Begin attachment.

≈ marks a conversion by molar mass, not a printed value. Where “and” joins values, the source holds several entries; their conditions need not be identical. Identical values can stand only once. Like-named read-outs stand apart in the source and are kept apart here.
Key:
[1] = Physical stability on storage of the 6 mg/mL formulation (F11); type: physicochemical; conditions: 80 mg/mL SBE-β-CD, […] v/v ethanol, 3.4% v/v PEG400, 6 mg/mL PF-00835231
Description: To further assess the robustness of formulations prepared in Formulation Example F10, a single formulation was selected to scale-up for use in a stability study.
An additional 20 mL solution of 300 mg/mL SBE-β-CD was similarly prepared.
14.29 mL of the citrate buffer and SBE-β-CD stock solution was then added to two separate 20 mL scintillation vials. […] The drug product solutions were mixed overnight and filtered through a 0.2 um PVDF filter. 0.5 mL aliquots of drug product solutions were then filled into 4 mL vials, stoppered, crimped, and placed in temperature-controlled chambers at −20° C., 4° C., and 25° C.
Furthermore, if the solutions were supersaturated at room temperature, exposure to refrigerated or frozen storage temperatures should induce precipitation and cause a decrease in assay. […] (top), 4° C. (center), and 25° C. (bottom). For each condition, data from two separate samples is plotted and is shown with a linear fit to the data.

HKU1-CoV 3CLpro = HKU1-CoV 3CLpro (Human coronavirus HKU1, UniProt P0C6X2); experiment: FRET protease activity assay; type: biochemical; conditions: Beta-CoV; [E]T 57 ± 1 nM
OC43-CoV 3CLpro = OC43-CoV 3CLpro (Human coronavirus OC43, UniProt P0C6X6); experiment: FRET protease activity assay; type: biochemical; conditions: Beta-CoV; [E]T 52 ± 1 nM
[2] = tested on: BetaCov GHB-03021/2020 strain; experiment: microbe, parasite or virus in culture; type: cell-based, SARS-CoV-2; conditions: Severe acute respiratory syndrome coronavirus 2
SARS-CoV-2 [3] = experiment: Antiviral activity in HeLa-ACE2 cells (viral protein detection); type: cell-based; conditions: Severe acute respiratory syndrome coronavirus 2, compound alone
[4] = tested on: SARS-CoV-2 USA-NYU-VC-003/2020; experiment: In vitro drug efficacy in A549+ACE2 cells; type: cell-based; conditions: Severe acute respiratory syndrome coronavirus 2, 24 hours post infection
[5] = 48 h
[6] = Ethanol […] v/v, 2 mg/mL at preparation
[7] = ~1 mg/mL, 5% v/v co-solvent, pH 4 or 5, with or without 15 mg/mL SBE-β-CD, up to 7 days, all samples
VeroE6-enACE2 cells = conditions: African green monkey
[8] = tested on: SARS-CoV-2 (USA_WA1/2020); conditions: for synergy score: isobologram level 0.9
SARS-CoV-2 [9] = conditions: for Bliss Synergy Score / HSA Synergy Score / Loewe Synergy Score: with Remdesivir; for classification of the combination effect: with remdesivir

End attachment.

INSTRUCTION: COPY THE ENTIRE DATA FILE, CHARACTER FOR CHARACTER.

≈ marks a conversion by molar mass, not a printed value. Where “and” joins values, the source holds several entries; their conditions need not be identical. Identical values can stand only once. Like-named read-outs stand apart in the source and are kept apart here.
Key:
[1] = Physical stability on storage of the 6 mg/mL formulation (F11); type: physicochemical; conditions: 80 mg/mL SBE-β-CD, […] v/v ethanol, 3.4% v/v PEG400, 6 mg/mL PF-00835231
Description: To further assess the robustness of formulations prepared in Formulation Example F10, a single formulation was selected to scale-up for use in a stability study.
An additional 20 mL solution of 300 mg/mL SBE-β-CD was similarly prepared.
14.29 mL of the citrate buffer and SBE-β-CD stock solution was then added to two separate 20 mL scintillation vials. […] The drug product solutions were mixed overnight and filtered through a 0.2 um PVDF filter. 0.5 mL aliquots of drug product solutions were then filled into 4 mL vials, stoppered, crimped, and placed in temperature-controlled chambers at −20° C., 4° C., and 25° C.
Furthermore, if the solutions were supersaturated at room temperature, exposure to refrigerated or frozen storage temperatures should induce precipitation and cause a decrease in assay. […] (top), 4° C. (center), and 25° C. (bottom). For each condition, data from two separate samples is plotted and is shown with a linear fit to the data.

HKU1-CoV 3CLpro = HKU1-CoV 3CLpro (Human coronavirus HKU1, UniProt P0C6X2); experiment: FRET protease activity assay; type: biochemical; conditions: Beta-CoV; [E]T 57 ± 1 nM
OC43-CoV 3CLpro = OC43-CoV 3CLpro (Human coronavirus OC43, UniProt P0C6X6); experiment: FRET protease activity assay; type: biochemical; conditions: Beta-CoV; [E]T 52 ± 1 nM
[2] = tested on: BetaCov GHB-03021/2020 strain; experiment: microbe, parasite or virus in culture; type: cell-based, SARS-CoV-2; conditions: Severe acute respiratory syndrome coronavirus 2
SARS-CoV-2 [3] = experiment: Antiviral activity in HeLa-ACE2 cells (viral protein detection); type: cell-based; conditions: Severe acute respiratory syndrome coronavirus 2, compound alone
[4] = tested on: SARS-CoV-2 USA-NYU-VC-003/2020; experiment: In vitro drug efficacy in A549+ACE2 cells; type: cell-based; conditions: Severe acute respiratory syndrome coronavirus 2, 24 hours post infection
[5] = 48 h
[6] = Ethanol […] v/v, 2 mg/mL at preparation
[7] = ~1 mg/mL, 5% v/v co-solvent, pH 4 or 5, with or without 15 mg/mL SBE-β-CD, up to 7 days, all samples
VeroE6-enACE2 cells = conditions: African green monkey
[8] = tested on: SARS-CoV-2 (USA_WA1/2020); conditions: for synergy score: isobologram level 0.9
SARS-CoV-2 [9] = conditions: for Bliss Synergy Score / HSA Synergy Score / Loewe Synergy Score: with Remdesivir; for classification of the combination effect: with remdesivir